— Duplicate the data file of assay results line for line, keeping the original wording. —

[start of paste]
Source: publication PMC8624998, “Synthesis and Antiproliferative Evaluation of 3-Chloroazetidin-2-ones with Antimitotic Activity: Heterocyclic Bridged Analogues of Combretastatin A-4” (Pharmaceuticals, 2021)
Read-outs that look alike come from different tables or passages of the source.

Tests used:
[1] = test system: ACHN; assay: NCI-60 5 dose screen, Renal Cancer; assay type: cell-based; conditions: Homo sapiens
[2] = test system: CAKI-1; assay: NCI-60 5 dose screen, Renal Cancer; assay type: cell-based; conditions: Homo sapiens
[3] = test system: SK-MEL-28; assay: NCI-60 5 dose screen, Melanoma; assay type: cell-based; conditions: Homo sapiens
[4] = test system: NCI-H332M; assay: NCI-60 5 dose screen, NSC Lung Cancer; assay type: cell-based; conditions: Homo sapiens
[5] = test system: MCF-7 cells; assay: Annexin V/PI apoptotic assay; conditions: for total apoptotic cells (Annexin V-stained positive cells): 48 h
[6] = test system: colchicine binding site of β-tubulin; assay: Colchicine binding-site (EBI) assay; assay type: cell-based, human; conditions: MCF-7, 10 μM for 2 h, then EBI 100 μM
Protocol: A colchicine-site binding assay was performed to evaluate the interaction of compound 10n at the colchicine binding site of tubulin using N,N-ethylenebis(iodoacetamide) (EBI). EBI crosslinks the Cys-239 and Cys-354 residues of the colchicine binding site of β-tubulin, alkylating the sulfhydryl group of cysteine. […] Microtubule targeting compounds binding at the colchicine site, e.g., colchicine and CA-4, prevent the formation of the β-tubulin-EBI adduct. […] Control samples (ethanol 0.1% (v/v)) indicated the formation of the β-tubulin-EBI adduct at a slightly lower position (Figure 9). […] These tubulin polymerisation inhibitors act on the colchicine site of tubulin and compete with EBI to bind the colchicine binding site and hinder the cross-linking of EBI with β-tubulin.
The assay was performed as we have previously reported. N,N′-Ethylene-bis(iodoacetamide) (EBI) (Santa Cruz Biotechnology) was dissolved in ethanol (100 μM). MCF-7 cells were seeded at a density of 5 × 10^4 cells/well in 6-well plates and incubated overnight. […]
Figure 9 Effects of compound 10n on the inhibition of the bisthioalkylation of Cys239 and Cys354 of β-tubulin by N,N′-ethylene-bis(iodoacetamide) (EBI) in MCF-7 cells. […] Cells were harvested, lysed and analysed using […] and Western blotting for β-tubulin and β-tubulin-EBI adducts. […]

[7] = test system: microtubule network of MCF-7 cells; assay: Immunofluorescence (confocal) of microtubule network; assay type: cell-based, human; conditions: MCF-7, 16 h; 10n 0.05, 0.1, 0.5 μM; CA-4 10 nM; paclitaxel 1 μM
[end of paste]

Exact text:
Source: publication PMC8624998, “Synthesis and Antiproliferative Evaluation of 3-Chloroazetidin-2-ones with Antimitotic Activity: Heterocyclic Bridged Analogues of Combretastatin A-4” (Pharmaceuticals, 2021)
Read-outs that look alike come from different tables or passages of the source.

Tests used:
[1] = test system: ACHN; assay: NCI-60 5 dose screen, Renal Cancer; assay type: cell-based; conditions: Homo sapiens
[2] = test system: CAKI-1; assay: NCI-60 5 dose screen, Renal Cancer; assay type: cell-based; conditions: Homo sapiens
[3] = test system: SK-MEL-28; assay: NCI-60 5 dose screen, Melanoma; assay type: cell-based; conditions: Homo sapiens
[4] = test system: NCI-H332M; assay: NCI-60 5 dose screen, NSC Lung Cancer; assay type: cell-based; conditions: Homo sapiens
[5] = test system: MCF-7 cells; assay: Annexin V/PI apoptotic assay; conditions: for total apoptotic cells (Annexin V-stained positive cells): 48 h
[6] = test system: colchicine binding site of β-tubulin; assay: Colchicine binding-site (EBI) assay; assay type: cell-based, human; conditions: MCF-7, 10 μM for 2 h, then EBI 100 μM
Protocol: A colchicine-site binding assay was performed to evaluate the interaction of compound 10n at the colchicine binding site of tubulin using N,N-ethylenebis(iodoacetamide) (EBI). EBI crosslinks the Cys-239 and Cys-354 residues of the colchicine binding site of β-tubulin, alkylating the sulfhydryl group of cysteine. […] Microtubule targeting compounds binding at the colchicine site, e.g., colchicine and CA-4, prevent the formation of the β-tubulin-EBI adduct. […] Control samples (ethanol 0.1% (v/v)) indicated the formation of the β-tubulin-EBI adduct at a slightly lower position (Figure 9). […] These tubulin polymerisation inhibitors act on the colchicine site of tubulin and compete with EBI to bind the colchicine binding site and hinder the cross-linking of EBI with β-tubulin.
The assay was performed as we have previously reported. N,N′-Ethylene-bis(iodoacetamide) (EBI) (Santa Cruz Biotechnology) was dissolved in ethanol (100 μM). MCF-7 cells were seeded at a density of 5 × 10^4 cells/well in 6-well plates and incubated overnight. […]
Figure 9 Effects of compound 10n on the inhibition of the bisthioalkylation of Cys239 and Cys354 of β-tubulin by N,N′-ethylene-bis(iodoacetamide) (EBI) in MCF-7 cells. […] Cells were harvested, lysed and analysed using […] and Western blotting for β-tubulin and β-tubulin-EBI adducts. […]

[7] = test system: microtubule network of MCF-7 cells; assay: Immunofluorescence (confocal) of microtubule network; assay type: cell-based, human; conditions: MCF-7, 16 h; 10n 0.05, 0.1, 0.5 μM; CA-4 10 nM; paclitaxel 1 μM